POINT PLEASANT BEACH, N.J. (AP) -- Bill Goldberg's first reaction upon entering his flood-damaged home in this popular Jersey Shore resort community was unprintable.
His second was that life as he knew it had just been turned upside down -- along with his refrigerator, freezer, and kitchen and dining room furniture.
"Now it's a matter of figuring out whether I have anything left," he said Thursday, as he scraped a thick layer of mud from his home.
Similar scenes were playing out up and down the Jersey Shore and along New York's beachfront communities as residents were allowed back into their neighborhoods for the first time since Hurricane Sandy hit Monday night. Some were relieved to find only minor damage; others were wiped out.
"A lot of tears are being shed today," said Dennis Cucci, whose home near the ocean in Point Pleasant Beach sustained heavy damage. "It's absolutely mind-boggling.
"The worst part is the mental damage from not knowing what comes next," he said. "We're ready to start doing something, but what? What do you do first? When should you start doing it? Where can you put damaged stuff? When can you put it there? We're just waiting for someone to say something."
In the meantime, the shock from the storm was wearing off and the realization that this would be a long, sloppy slog was setting in.
"We're running out of clean clothes," Cucci said. "This is the last pair of dry shoes I have. It took the storm two days to wreck all this, and it's going to take well over a year to recover from it."
Barbara Montemarano drove with her husband Robert to see how their condo near the ocean in Point Pleasant Beach had fared. They dragged their waterlogged possessions to the curb, hoping to dry them in the first sustained sun the region had seen in three days.
"It's just sadness," she said. "It looks like a bomb went off here. There's almost nobody here; it looks like tumbleweeds are rolling down the street."
As for Goldberg, he said he had just completed a total renovation of his kitchen six months ago. The hardwood floors he had lovingly installed were now coated with slippery, smelly mud. A new dishwasher was trashed. A new refrigerator and heating unit were both wrecked.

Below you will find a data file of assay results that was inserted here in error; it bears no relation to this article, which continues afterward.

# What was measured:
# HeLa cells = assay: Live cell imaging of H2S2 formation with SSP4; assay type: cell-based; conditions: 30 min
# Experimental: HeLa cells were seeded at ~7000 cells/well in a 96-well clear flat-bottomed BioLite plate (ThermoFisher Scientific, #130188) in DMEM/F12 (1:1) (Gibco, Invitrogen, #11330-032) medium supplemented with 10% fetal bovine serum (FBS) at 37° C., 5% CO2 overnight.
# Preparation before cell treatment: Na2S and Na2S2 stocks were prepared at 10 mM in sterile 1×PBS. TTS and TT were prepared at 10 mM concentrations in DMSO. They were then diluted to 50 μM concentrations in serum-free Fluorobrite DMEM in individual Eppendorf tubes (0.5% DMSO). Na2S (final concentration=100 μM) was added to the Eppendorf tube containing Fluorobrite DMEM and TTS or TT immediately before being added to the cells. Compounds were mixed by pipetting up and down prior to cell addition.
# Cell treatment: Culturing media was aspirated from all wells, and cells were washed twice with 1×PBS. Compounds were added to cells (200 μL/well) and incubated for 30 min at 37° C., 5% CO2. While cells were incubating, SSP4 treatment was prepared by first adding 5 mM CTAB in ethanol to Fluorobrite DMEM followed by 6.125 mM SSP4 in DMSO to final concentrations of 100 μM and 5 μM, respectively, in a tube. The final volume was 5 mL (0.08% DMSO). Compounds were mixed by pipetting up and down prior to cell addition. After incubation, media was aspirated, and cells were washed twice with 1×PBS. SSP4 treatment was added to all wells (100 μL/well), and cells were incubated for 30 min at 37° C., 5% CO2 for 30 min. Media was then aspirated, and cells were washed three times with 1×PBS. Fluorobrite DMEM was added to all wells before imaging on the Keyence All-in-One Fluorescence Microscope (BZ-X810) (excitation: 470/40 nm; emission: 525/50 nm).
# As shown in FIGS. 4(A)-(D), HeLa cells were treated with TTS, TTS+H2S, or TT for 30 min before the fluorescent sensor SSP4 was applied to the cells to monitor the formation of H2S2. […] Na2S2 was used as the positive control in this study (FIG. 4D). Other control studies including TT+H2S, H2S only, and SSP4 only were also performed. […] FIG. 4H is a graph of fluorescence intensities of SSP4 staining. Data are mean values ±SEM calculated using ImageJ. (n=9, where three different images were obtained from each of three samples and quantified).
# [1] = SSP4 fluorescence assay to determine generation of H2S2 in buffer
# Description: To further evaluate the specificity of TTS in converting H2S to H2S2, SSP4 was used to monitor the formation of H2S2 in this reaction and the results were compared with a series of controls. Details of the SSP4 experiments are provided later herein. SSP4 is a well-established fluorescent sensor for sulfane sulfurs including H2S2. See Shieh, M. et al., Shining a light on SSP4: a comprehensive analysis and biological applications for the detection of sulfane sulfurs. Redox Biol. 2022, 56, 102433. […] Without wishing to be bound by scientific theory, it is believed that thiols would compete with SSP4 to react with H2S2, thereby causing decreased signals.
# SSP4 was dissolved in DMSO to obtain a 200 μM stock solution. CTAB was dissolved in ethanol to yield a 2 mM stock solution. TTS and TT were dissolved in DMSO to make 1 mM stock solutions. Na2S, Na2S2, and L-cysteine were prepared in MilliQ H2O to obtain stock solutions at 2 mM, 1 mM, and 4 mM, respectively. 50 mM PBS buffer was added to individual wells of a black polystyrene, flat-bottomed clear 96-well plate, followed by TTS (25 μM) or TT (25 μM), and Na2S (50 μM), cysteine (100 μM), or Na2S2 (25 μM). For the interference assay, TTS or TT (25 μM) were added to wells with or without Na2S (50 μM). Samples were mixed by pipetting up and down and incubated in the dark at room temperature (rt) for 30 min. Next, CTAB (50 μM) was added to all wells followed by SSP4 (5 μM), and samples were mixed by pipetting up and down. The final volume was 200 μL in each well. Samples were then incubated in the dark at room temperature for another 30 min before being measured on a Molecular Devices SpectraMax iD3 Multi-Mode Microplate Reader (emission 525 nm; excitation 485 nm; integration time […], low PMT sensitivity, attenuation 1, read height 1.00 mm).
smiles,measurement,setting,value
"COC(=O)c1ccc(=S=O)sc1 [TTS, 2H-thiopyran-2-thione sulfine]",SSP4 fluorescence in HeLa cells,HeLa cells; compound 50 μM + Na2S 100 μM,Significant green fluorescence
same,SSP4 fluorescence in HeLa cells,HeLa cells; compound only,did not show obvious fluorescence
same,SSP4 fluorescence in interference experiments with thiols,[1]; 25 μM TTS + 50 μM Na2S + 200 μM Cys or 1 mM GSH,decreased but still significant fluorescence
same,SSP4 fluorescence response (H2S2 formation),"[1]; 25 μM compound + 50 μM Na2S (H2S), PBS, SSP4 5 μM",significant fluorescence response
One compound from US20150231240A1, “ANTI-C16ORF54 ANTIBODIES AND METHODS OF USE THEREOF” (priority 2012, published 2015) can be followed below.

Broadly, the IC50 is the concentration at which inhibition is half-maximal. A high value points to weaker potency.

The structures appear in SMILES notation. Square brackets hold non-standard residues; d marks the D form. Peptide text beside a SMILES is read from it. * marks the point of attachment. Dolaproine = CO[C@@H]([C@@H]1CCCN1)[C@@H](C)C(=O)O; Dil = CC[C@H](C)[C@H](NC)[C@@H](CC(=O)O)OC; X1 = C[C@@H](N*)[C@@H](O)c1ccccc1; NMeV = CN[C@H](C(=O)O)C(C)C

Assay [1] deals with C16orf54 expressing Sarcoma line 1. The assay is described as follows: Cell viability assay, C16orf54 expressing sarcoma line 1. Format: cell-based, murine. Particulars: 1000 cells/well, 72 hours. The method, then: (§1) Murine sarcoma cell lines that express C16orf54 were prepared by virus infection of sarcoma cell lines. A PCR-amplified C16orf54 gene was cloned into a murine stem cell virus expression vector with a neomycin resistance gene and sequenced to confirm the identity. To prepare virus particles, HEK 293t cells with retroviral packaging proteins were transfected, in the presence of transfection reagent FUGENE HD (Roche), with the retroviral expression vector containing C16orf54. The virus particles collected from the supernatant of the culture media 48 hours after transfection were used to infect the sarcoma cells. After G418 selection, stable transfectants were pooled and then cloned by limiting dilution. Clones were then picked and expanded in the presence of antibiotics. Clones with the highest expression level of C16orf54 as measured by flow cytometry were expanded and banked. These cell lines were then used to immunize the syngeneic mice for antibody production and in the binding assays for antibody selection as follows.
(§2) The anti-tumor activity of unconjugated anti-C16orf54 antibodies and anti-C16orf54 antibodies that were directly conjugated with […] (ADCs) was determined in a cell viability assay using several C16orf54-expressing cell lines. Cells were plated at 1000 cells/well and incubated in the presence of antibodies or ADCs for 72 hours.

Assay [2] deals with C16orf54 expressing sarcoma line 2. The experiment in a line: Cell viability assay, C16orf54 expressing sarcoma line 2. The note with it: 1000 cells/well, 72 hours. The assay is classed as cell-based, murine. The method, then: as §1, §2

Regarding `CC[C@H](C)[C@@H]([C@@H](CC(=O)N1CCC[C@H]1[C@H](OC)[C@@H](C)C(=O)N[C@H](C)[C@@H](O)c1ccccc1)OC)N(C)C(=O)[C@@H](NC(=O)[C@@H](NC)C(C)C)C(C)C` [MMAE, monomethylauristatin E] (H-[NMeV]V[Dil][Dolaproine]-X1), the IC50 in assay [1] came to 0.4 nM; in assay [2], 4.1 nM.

Salt water was already starting to buckle the interior walls, leading Goldberg to fear he would have to gut the house down to the wooden frame and rebuild it from scratch.
"I don't see where I have much choice," he said.
About half of Point Pleasant Beach's famous mile-long boardwalk was either destroyed or seriously damaged by the storm. But a large central section of the boardwalk, lined with prime tourist attractions, including beachfront bars and restaurants, as well as custard stands and pizza joints, emerged unscathed. And most of the boardwalk's kiddie rides, the heart of the family-friendly appeal of Point Pleasant Beach, had already been dismantled for the winter before the storm hit, raising hopes of at least a semblance of summer tourism in 2013.
Martell's Tiki Bar, however, did not fare as well. The bar, which jutted out over the water on a pier, lost the section nearest the ocean. Also washed away was the bar's garish neon-orange plastic palm tree, a local landmark that could be seen from a mile away at night.
Public works crews were dealing with the aftermath of the storm much as they would a major snowstorm: Plow trucks and bulldozers plowed the sand to the curb, where front-end loaders picked it up and deposited it into huge dump trucks that carried it away. Crews were particularly busy removing sand from the intersection of Water Street and Ocean Avenue, whose names until recently invoked no irony.
While some residents were able to start assessing damage, others were still being kept away from their homes.
On Thursday afternoon, officials announced that residents of Brigantine Beach, Margate and Longport could go home. But Atlantic City and Ventnor, on the same barrier island as the others, remained under a mandatory evacuation.
About 400 people were sheltered Thursday at the high school and middle school in Pleasantville, on the mainline just in from Atlantic City.
Tracy Jones, 51, a casino cook and his wife, Konnie, 47, were anxious to get back into their Atlantic City apartment.
He said he'd seen one group of men claim to be a tree crew to get back to their homes.